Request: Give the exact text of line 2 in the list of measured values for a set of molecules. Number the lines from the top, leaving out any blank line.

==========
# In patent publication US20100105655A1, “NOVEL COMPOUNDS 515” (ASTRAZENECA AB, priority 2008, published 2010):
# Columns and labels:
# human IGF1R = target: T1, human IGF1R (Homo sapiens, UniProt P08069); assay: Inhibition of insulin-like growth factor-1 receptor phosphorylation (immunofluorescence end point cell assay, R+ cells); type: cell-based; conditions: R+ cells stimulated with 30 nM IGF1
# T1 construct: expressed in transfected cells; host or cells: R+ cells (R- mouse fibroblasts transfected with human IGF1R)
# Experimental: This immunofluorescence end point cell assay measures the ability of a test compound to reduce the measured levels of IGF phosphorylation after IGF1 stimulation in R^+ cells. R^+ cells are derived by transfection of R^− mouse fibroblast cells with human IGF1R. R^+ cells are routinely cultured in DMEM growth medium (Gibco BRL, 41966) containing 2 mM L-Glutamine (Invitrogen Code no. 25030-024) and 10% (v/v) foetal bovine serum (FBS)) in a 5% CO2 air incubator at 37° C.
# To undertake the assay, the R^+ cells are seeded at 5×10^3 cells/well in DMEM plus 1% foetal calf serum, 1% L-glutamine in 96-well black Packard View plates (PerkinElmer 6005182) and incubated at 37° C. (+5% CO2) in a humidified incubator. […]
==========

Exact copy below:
# Columns and labels: